Molecular TILLING and EcoTILLING: effective tools for mutant gene detection in plants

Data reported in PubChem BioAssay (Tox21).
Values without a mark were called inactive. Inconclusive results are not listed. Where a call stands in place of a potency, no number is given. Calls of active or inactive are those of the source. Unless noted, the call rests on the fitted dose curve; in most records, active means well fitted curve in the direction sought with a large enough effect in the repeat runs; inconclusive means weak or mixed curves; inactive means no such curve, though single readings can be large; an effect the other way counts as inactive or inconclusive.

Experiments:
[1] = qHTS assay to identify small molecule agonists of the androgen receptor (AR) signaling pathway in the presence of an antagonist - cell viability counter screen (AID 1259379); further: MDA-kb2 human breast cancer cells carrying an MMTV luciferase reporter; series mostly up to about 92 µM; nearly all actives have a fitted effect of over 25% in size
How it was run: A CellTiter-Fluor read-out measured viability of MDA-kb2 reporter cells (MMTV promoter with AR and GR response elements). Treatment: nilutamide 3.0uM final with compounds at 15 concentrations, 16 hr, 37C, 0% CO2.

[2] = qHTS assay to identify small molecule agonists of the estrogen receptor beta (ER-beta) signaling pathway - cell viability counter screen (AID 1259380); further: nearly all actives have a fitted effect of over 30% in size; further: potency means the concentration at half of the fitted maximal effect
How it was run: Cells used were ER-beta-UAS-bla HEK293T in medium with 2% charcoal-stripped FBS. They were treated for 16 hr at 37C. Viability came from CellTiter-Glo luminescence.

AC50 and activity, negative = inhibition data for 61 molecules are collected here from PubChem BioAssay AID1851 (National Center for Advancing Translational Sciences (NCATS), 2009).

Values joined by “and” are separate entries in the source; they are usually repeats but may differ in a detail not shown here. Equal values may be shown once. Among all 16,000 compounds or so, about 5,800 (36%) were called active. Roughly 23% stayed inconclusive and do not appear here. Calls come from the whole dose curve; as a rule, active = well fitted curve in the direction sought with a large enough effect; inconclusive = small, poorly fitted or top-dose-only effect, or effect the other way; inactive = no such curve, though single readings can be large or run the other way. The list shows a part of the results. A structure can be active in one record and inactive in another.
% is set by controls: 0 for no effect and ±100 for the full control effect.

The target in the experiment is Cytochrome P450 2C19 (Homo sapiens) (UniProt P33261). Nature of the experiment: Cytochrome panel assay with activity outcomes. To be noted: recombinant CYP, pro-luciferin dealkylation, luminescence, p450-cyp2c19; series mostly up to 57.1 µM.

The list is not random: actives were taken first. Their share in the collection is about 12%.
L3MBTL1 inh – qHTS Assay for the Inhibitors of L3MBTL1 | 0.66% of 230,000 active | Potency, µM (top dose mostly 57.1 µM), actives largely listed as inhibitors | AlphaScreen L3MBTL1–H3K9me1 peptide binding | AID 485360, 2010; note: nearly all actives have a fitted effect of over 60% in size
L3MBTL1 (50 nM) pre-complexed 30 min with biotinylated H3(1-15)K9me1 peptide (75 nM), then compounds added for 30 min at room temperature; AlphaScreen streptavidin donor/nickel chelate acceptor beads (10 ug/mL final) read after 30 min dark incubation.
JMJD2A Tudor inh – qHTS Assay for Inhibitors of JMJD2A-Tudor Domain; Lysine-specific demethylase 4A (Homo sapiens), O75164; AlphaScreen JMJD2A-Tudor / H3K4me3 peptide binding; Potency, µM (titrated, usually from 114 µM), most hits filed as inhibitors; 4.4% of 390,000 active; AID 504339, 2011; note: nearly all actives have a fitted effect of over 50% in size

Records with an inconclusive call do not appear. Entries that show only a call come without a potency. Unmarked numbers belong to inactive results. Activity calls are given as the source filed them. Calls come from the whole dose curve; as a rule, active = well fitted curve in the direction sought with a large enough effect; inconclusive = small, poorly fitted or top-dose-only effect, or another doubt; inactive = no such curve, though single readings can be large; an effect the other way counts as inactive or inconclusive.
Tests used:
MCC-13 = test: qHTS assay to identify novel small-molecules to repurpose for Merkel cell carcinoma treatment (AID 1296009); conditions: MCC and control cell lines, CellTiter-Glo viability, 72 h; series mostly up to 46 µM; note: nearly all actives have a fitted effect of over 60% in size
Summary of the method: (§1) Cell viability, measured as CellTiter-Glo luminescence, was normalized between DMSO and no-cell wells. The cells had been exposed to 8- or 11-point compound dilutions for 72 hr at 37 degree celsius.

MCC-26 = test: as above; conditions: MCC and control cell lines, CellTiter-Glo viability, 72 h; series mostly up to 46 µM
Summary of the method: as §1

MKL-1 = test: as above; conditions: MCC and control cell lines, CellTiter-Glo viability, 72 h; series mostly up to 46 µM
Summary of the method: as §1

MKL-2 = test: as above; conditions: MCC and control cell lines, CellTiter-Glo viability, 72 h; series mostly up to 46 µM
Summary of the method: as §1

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Forward genetics has been responsible for our understanding of many biological processes and is an excellent method for identifying genes that function in a particular process. In reverse genetics, the functional study of a gene starts with the gene sequence rather than a mutant phenotype. Using various techniques, a gene's function is altered and the effect on the development and phenotypic traits of the plant is analysed. Reverse genetics is an important complement to forward genetics. For example, using reverse genetics, one can investigate the function of all genes in a gene family, something not easily done with forward genetics. Further, one can study the function of a gene found to be involved in a process of interest in another species, but for which no forward genetic mutants have yet been identified. Finally, the vast majority of genes have not yet been mutated in most plants and reverse genetics allows their study. The availability of complete genome sequences combined with reverse genetics can allow every gene to be studied. In this chapter we review the recent progress that has been made towards identifying induced point mutations and natural variation in different plants using the high throughput reverse genetics technologies, TILLING and EcoTILLING, and discuss the prospects of using these techniques in ornamentals.